HAC in the News Archives

Housing that works

Posted on Wed, Apr 07, 2010

This is another in an occasional series of editorials opposing the repeal of Chapter 40B, the state's affordable housing law.

Chapter 40B affordable housing developments on Cape Cod have not been without controversy.

Unfortunately, some developers have used the law, which allows builders to skip some regulatory hurdles as long as they provide lower-cost units, as a hammer over local boards.

Anxious neighbors, concerned about the possible negative effects of Chapter 40B housing on their own property values, have protested proposed developments in Osterville, Harwich and elsewhere.

But, overall, Chapter 40B has worked on Cape Cod and across the state.

Last year, Tufts University conducted a long-term study of four affordable housing developments originally opposed by local residents and officials.

The Tufts team, led by Rachel Bratt, professor of urban and environmental policy and planning, reviewed the initial arguments of the opponents and then evaluated the outcomes of the occupied buildings three years later.

The four affordable housing developments selected for the study were the Kayla Rosenberg House in Newton; The Preserve in Walpole; Hastings Village in Wellesley; and Dickson Meadow in Weston.

Arguments against the four developments included concerns over neighborhood safety, negative environmental impacts, increased traffic, decreased value of abutting properties, and overwhelmed municipal services, such as schools and emergency services.

After examining the four developments, the Tufts team concluded that "none of the predicted outcomes and fears" materialized. In fact, several positive outcomes resulted.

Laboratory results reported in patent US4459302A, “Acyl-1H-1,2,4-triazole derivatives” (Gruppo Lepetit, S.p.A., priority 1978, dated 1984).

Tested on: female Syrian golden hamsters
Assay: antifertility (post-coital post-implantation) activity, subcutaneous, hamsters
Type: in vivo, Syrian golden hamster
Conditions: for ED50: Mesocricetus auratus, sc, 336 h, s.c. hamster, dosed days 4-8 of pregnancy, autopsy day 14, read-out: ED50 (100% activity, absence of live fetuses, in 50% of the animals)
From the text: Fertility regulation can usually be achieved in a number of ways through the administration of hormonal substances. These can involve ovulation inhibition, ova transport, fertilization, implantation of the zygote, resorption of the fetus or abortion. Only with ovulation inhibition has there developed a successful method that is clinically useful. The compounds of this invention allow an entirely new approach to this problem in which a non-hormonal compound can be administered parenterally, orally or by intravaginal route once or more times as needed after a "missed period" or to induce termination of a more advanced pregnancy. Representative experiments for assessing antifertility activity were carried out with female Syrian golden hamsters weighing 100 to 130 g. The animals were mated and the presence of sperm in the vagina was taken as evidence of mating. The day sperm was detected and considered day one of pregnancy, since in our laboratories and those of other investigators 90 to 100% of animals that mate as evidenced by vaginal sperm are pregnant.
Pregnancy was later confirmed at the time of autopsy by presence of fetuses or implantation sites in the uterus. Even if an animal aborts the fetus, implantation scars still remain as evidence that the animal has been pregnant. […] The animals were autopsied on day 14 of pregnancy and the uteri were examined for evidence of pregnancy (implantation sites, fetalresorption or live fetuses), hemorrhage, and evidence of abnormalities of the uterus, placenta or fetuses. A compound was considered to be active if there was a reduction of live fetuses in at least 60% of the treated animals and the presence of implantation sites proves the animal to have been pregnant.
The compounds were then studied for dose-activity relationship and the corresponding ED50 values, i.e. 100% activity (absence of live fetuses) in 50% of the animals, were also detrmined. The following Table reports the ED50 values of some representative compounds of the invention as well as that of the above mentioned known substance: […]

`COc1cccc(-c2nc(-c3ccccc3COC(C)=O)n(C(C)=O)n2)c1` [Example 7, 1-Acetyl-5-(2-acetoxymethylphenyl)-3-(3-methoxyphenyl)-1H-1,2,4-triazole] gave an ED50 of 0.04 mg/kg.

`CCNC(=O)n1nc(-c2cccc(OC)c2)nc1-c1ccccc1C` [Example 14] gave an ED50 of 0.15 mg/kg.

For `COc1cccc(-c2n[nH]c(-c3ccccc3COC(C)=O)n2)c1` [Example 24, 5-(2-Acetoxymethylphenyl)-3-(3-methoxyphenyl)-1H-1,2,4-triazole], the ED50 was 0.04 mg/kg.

The study found that the developments added to the attractiveness of the neighborhoods. Traffic problems did not occur, property values did not decrease, and no adverse social conditions in the community resulted.

Here on Cape Cod, there have been similar success stories in Falmouth, Sandwich, Barnstable and several other towns.

Since its inception in 1969, Chapter 40B has led to the creation of nearly 56,000 affordable homes statewide, and there are another 10,900 approved for construction.

Considering that the average price of a single-family home in most parts of the state is $285,000, and a family of four with a combined annual income of $65,000 can only afford a $180,000 home, this is no time to repeal Chapter 40B.

That's the consensus of more than 110 business, civic, religious, academic, environmental, health care and municipal officials across the state who support Chapter 40B.

They include John Klimm, Barnstable town manager; Rick Presbrey, executive director of the Housing Assistance Corp. in Hyannis; and Victoria Goldsmith of Habitat for Humanity of Cape Cod.

"First-time buyers still can't afford to live in the communities where they grew up, the elderly cannot afford to stay in the communities where they have lived their entire lives; and veterans can't find an affordable a place to live when they return home," said Tripp Jones, chairman of the Committee Against Repealing the Housing Law. "Sixty percent of voters recently surveyed said Massachusetts needs more affordable housing. So, we must protect the law that makes affordable housing possible."

Chapter 40B produces more units of affordable housing than any other housing program in the commonwealth. The law also encourages a goal of at least 10 percent of affordable housing in each community across the state. A total of 51 municipalities have met this standard — more than double the number in 1997.

Tripp said an additional 40 communities are close to reaching the 10 percent goal, "demonstrating the significant progress this law has made in the creation of affordable housing."